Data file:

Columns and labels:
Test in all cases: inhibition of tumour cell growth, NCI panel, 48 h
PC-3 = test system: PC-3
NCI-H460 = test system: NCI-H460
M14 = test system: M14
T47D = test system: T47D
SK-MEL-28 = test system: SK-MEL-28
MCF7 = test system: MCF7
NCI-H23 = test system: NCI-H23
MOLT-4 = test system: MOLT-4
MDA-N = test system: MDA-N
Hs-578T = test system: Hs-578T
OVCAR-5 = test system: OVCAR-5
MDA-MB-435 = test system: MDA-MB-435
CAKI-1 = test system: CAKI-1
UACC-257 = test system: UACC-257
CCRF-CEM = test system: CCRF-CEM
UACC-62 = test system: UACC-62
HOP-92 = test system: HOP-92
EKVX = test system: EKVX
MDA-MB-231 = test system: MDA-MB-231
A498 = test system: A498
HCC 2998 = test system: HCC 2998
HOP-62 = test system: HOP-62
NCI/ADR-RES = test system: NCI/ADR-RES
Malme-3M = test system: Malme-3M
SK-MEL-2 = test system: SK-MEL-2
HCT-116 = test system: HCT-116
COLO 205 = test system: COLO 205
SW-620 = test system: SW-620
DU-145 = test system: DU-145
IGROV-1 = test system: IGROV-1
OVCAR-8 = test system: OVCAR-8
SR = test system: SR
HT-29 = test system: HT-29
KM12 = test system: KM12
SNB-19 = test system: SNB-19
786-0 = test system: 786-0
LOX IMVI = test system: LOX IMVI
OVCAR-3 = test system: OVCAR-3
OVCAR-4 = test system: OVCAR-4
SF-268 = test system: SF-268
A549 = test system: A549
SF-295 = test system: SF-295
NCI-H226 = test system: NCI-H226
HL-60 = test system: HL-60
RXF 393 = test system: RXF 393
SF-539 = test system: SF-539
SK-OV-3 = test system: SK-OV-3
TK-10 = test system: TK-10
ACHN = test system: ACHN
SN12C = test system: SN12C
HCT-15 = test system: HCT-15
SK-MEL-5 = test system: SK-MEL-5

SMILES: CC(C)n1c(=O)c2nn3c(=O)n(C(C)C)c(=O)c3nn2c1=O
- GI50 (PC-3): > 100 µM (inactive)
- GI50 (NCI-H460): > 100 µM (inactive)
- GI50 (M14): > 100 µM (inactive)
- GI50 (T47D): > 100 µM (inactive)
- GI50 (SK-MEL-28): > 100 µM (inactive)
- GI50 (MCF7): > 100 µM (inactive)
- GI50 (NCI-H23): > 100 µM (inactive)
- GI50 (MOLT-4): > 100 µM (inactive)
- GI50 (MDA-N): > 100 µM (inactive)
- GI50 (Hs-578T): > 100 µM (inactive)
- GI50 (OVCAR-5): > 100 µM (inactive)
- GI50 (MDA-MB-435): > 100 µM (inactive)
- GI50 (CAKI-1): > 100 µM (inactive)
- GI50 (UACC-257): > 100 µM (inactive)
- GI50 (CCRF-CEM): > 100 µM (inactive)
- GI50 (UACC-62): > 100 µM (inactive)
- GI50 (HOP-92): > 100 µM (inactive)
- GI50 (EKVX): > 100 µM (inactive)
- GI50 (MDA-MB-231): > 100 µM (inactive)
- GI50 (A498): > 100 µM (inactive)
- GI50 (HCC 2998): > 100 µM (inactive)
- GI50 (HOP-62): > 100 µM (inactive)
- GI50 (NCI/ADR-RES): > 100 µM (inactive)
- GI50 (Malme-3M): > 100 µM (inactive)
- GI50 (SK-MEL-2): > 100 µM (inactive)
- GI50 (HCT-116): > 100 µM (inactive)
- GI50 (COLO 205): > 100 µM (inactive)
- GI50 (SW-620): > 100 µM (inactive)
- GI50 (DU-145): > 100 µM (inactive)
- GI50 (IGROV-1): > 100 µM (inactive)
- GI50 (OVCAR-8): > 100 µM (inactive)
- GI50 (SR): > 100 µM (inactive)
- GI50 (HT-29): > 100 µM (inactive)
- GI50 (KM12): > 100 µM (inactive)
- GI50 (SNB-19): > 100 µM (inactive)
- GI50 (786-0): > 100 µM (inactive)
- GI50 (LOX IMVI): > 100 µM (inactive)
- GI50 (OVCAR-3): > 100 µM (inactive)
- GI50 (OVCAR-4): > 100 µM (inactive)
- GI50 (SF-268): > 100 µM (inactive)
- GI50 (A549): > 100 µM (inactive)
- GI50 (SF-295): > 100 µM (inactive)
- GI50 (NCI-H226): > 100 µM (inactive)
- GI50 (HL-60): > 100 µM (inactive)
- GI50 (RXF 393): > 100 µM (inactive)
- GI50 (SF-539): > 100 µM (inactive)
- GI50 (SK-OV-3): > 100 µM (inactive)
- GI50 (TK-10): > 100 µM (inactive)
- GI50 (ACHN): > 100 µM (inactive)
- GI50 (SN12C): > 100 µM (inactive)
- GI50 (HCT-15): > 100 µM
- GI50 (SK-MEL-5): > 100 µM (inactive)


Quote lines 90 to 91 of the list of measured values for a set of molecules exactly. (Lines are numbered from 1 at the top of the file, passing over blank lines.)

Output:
- GI50 (SNB-19): > 100 µM (inactive)
- GI50 (786-0): > 100 µM (inactive)